Facebook has threatened to block Australians from sharing news articles if lawmakers there approve a proposal to make it pay news outlets for their content. In a blog post dated Monday, the social-media titan indicated it will “reluctantly” stop users and publishers from sharing local and international news on Facebook and Instagram rather than negotiate …
Facebook has threatened to block Australians from sharing news articles if lawmakers there approve a proposal to make it pay news outlets for their content.
In a blog post dated Monday, the social-media titan indicated it will “reluctantly” stop users and publishers from sharing local and international news on Facebook and Instagram rather than negotiate fees with publishers.
“This is not our first choice — it is our last,” Will Easton, managing director for Facebook Australia and New Zealand, wrote in the post. “But it is the only way to protect against an outcome that defies logic and will hurt, not help, the long-term vibrancy of Australia’s news and media sector.”
Tech giants like Facebook and Google have been criticized, including in the US, for contributing to the demise of journalism by using news content created by others to drive their own traffic and ad revenue. In the US, the Department of Justice has fielded complaints about companies like Google forcing struggling publishers into unfair agreements if they want their content promoted.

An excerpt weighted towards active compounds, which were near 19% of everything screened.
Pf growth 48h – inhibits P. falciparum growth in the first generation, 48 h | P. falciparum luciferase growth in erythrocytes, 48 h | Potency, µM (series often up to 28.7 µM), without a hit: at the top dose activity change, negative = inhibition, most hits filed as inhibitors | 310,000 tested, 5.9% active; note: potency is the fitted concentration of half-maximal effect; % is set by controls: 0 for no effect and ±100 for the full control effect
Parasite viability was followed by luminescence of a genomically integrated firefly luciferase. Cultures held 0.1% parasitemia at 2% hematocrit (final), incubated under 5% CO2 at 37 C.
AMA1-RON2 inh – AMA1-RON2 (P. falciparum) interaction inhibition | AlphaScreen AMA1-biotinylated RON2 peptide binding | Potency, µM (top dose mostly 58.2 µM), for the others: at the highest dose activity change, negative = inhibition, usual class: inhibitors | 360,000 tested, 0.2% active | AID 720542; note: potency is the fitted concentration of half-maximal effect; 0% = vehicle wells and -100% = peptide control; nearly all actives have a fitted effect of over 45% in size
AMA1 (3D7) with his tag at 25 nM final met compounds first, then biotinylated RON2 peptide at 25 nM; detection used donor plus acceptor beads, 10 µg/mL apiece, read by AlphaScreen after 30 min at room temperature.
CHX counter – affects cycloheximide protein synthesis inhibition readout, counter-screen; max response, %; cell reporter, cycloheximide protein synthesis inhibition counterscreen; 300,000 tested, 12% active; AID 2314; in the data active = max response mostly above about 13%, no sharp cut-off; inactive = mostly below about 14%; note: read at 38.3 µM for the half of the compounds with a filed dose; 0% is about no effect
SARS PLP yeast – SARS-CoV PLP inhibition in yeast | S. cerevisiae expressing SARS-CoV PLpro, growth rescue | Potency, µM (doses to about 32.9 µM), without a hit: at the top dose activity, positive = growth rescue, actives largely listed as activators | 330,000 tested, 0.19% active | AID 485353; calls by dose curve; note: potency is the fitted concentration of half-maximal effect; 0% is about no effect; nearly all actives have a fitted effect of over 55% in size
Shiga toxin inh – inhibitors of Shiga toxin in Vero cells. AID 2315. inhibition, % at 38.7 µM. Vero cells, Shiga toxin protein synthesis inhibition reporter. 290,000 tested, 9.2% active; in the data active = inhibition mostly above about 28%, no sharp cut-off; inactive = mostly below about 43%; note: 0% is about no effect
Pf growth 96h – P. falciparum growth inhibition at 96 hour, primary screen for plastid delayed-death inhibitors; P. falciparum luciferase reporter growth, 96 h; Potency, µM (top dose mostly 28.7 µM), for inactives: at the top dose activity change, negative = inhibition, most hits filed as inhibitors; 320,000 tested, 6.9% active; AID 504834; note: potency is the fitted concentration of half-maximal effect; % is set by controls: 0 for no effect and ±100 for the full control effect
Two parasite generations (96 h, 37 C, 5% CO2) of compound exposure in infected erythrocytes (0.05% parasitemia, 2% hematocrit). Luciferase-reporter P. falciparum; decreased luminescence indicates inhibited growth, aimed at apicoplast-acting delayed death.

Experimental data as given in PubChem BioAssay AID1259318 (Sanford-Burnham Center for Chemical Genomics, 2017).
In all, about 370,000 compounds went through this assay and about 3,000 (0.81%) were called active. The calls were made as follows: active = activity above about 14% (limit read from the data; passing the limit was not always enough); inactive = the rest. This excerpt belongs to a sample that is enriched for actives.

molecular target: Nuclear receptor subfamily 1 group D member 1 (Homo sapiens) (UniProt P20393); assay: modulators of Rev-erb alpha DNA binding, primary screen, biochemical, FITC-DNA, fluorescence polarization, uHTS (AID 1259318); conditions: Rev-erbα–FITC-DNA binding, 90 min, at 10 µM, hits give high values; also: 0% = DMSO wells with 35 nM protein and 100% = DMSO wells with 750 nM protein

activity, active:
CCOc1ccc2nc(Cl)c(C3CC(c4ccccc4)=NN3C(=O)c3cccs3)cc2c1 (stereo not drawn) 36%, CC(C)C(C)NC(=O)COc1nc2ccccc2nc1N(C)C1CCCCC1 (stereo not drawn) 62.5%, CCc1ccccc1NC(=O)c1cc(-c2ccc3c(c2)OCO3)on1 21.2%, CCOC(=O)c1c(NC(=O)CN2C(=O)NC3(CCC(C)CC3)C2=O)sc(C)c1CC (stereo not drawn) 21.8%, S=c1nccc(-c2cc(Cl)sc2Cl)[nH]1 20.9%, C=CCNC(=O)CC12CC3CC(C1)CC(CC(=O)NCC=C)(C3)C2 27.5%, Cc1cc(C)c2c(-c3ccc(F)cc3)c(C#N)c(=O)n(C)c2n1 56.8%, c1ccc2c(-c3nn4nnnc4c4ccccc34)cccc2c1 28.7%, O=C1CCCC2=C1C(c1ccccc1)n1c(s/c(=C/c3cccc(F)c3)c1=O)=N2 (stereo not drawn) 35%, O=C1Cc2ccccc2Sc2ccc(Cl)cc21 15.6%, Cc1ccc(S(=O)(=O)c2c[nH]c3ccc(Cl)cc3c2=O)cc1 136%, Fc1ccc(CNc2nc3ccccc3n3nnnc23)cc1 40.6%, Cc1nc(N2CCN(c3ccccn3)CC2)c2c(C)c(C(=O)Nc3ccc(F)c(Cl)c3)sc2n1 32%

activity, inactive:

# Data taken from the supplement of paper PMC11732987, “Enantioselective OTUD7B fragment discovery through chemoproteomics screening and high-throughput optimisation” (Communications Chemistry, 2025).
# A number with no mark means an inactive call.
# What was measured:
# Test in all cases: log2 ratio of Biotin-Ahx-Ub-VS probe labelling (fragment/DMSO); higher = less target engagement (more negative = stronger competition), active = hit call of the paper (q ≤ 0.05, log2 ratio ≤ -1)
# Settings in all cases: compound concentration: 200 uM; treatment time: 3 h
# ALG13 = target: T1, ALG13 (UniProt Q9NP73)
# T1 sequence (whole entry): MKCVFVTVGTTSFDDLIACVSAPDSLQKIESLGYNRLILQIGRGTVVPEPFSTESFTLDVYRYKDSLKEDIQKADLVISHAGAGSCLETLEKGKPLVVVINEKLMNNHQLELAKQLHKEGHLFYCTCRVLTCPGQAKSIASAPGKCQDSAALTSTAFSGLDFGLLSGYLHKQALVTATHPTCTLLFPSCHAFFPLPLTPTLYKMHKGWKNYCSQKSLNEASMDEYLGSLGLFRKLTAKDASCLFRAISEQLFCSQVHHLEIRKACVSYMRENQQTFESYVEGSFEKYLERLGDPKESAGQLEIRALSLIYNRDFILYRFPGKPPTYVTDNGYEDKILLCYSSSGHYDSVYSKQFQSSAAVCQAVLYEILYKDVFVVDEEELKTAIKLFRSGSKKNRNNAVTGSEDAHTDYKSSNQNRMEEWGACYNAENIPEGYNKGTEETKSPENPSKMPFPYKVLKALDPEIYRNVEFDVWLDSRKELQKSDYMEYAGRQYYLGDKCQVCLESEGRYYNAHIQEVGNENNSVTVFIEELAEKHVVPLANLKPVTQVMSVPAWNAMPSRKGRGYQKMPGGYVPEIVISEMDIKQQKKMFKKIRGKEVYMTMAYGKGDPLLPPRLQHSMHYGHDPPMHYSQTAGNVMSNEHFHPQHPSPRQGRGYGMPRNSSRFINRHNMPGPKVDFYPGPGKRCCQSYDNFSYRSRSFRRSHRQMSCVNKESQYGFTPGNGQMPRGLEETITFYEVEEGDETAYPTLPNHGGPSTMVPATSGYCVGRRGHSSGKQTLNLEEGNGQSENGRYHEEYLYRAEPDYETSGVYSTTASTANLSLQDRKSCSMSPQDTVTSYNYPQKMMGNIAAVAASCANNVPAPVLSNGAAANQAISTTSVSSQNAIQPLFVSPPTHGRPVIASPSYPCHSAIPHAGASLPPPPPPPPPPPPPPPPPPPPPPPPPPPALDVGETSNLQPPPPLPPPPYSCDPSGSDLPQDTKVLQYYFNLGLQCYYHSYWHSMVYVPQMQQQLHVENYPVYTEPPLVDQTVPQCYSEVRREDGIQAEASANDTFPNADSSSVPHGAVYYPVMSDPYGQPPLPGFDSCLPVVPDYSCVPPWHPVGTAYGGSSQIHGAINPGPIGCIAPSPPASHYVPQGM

The draft law pushed by the Australian Competition and Consumer Commission would create a mechanism for news companies to negotiate payments from tech platforms such as Facebook and Google for their content. An arbitrator would settle disputes if a deal can’t be reached after three months of talks.
Facebook claimed the measure would force it to pay publishers for content they voluntarily place on its platforms. Facebook’s News Feed sent Australian news websites 2.3 billion clicks worth about 200 million Australian dollars (about $147.6 million) in the first five months of this year at no charge, Easton said in the blog post.
But the Competition and Consumer Commission stood by the proposal Tuesday, calling Facebook’s threat “ill-timed and misconceived.”
“Facebook already pays some media for news content,” commission chair Rod Sims said in a statement. “The code simply aims to bring fairness and transparency to Facebook and Google’s relationships with Australian news media businesses.”
Facebook joined fellow tech giant Google in aggressively fighting the proposal, which Australian officials are working to finalize. Google published an open letter last month saying the law would put its free services “at risk” and give big media companies an unfair advantage in its search engine and YouTube video platform.